While most small plug-in appliances and electrical fixtures in your home operate on 120-volt circuits and are plugged into ordinary outlet receptacles, larger appliances—including electric stoves, electric dryers, electric water heaters, and larger air conditioners—are powered by 240/250-volt circuits. Sometimes these larger appliances are "hardwired"—meaning that the circuit wires are connected directly to the appliances—but other larger appliances are connected via plug-in cords.
When compared to a 120-volt outlet, a 240/250-volt outlet will have a noticeably different slot configuration and will vary depending on whether the circuit is 20 amps, 30 amps, or larger. A 50-amp 240-volt electric range outlet, for example, will look quite different than a 20-amp 240-volt air conditioner outlet.
It's important to note that all 240/250-volt appliances require a dedicated circuit—one that feeds only the appliance and no other fixtures along the circuit. This is in contrast to many 120-volt circuits, which may feed a number of light fixtures or wall outlets along with their runs.
Why the Variable Rating?
The voltage ratings on electrical fixtures and circuits can be a little confusing. You may see a circuit or large appliance rated at 208-, 220-, 230-, 240- or 250-volts—or it may be labeled something like "240/250-volts."
To all intents and purposes, these are the same ratings. The different numbers represent the fact that household circuit voltage is somewhat variable as it is delivered to your home from the utility company.
At one time, double-pole circuits were routinely known as 240-volt circuits. But electrical service today can be somewhat higher than this, so circuits may carry the label "240/250 volts." When you see a rating with numbers such as 208-, 220-, 230-, 240-, or 250-volts, they all refer to the same thing—a double-pole circuit that is fed by both hot bus bars in the service panel.
What Is a Double-Pole Circuit?
On a home's circuit panel, the double-pole circuit breakers are typically rated for between 20 and 60 amps and provide 240-volt power (though this number can vary). They're the breakers that take up two slots on the circuit panel, and they often supply power to large appliances.
Similarly, 120-volt single-pole circuits can vary between about 110 and 130 volts; they all refer to the same type of circuit—a single-pole circuit fed by a single hot bus bar at the main service panel.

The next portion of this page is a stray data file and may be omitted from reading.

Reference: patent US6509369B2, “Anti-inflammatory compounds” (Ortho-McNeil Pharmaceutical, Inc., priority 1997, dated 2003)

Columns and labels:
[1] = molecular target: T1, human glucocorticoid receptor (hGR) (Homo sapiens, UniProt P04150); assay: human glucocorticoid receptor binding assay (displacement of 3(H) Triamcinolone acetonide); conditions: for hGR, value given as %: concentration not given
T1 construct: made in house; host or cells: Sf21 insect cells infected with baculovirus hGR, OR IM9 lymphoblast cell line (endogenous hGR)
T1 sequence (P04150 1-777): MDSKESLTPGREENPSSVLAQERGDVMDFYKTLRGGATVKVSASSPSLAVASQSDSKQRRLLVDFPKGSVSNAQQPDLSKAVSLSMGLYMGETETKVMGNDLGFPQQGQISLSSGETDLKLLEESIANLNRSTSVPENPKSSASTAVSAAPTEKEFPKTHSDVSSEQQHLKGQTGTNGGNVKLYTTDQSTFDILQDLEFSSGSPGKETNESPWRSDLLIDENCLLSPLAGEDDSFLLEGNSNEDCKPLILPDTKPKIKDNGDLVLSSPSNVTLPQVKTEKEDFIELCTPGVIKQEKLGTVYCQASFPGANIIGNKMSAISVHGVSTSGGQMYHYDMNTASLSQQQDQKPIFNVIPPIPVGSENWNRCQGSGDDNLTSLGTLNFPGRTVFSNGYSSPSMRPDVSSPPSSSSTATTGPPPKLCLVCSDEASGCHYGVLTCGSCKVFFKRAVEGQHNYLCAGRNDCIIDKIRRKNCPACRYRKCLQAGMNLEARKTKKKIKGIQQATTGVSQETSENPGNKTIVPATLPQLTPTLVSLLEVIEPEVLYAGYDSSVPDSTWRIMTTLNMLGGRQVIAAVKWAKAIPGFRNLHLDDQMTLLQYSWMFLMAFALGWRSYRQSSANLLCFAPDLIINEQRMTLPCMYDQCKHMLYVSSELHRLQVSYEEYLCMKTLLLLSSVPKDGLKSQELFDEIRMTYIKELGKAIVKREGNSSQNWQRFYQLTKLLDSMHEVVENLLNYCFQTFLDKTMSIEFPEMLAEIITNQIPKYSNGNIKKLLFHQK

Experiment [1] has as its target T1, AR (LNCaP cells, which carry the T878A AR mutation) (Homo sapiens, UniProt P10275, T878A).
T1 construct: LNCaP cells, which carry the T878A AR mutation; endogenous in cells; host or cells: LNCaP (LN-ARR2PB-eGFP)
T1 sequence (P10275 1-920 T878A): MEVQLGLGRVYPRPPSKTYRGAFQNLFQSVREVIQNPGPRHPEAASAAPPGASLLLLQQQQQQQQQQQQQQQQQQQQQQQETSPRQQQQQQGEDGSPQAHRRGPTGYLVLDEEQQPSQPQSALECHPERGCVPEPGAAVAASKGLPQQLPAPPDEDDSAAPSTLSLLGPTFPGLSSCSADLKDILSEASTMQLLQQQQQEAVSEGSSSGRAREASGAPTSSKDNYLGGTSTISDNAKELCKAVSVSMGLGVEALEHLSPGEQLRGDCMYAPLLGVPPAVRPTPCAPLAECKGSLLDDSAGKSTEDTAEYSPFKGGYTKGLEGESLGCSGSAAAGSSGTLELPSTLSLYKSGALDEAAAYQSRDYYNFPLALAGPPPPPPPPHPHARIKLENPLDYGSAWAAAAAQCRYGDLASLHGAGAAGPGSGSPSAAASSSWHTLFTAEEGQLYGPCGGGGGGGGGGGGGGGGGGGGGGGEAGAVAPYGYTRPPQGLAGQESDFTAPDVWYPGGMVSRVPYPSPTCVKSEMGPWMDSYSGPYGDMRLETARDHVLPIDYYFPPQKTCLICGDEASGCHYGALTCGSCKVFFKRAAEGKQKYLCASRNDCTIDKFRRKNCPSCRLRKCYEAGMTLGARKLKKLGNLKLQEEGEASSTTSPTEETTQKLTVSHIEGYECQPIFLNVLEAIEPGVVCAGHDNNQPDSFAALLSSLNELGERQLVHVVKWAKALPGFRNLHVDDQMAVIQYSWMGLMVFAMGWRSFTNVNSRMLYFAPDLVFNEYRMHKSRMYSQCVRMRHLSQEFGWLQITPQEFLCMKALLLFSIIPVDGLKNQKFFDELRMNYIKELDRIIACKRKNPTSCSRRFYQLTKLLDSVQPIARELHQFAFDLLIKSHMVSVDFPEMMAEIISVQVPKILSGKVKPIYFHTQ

When an appliance such as an air conditioner carries a variable voltage rating, such as 208/230 volts, it indicates the high and low range of what the appliance will draw in current while in operation. Such ratings aren't particularly significant because all residential double-pole circuits easily handle that voltage range.
Air Conditioner Circuits
Some portable air conditioners are 120-volt appliances that plug into standard wall outlets, but larger air conditioners—some window and portable models as well as permanent central air conditioning units—are powered by 240/250-volt circuits. The largest central units may require a 50-amp circuit, while the very smallest central conditioning units may call for 15-amp circuits. For most homes, 30-amp or 40-amp 240/250-volt circuits are typical for a central air conditioner.
For portable 240/250-volt plug-in air conditioners like those that fit into windows, 20-amp circuits are typical. In either case, the circuit must be dedicated to the air conditioner unit. To be in compliance with Code, the circuit cannot serve any other appliances or fixtures in your home.
Cable Wiring for Air Conditioner Circuits
Like any other electrical circuit, air conditioner circuits are generally wired with nonmetallic (NM) cable. The wire gauge must be appropriate for the amperage of the circuit. For a 20-amp window air conditioner, 12-gauge wire is typically used; for a 30-amp window air conditioner, 10-gauge wire is used. Air conditioners will sometimes trip a circuit breaker during the start-up surge; this is rare, though, because circuit breakers are designed to handle this surge, unlike the older fuse configurations used in older homes.
Outlet Wiring for Air Conditioner Circuits
In a 2-wire cable for a 120-volt circuit, the "hot" current is carried by the black wire, while the white wire is the neutral. However, in a 240/250-volt circuit, there is no traditional neutral, since both wires are each carrying 120-volts of "hot" current. Because both wires are hot, it's traditional for the white wire to be labeled with a tab of black or red tape near the screw terminal connection on the outlet receptacle. This will tell a service person that the connection is hot.
The outlet receptacle used must match the amperage rating of the circuit and the air conditioner—a 20-amp receptacle has a different configuration than a 30-amp receptacle. The circuit ground wire should connect to the outlet and, if the electrical box is metal, also to the box.